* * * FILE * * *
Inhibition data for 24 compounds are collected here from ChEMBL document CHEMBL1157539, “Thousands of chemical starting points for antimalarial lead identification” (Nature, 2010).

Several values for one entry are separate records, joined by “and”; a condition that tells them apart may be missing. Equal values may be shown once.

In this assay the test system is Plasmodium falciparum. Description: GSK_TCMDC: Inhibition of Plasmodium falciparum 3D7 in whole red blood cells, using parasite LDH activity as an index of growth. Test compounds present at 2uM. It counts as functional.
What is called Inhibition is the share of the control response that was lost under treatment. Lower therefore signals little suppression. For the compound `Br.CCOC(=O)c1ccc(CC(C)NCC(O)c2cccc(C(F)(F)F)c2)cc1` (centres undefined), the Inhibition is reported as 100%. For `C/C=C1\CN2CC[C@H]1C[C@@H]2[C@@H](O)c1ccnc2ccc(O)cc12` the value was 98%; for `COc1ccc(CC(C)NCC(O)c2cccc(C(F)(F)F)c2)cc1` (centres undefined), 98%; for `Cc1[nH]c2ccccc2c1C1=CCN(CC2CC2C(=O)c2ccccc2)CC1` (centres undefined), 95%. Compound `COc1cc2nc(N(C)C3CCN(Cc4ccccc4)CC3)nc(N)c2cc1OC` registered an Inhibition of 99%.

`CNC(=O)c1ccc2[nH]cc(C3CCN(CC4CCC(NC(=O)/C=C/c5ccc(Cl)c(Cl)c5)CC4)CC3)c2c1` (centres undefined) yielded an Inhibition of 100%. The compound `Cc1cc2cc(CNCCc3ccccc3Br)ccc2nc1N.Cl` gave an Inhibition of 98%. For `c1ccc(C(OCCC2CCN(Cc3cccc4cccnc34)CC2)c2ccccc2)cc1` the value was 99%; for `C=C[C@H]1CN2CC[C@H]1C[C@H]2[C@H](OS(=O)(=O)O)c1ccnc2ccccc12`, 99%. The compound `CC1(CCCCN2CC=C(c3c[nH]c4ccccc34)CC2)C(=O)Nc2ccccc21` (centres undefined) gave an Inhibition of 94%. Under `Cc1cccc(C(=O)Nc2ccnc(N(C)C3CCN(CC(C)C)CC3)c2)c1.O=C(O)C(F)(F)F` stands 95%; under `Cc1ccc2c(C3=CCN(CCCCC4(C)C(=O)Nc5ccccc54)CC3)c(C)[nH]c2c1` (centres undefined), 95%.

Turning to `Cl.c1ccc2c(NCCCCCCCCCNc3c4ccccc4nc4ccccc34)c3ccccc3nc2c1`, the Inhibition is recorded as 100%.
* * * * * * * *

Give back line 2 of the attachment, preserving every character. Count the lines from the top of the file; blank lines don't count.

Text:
Several values for one entry are separate records, joined by “and”; a condition that tells them apart may be missing. Equal values may be shown once.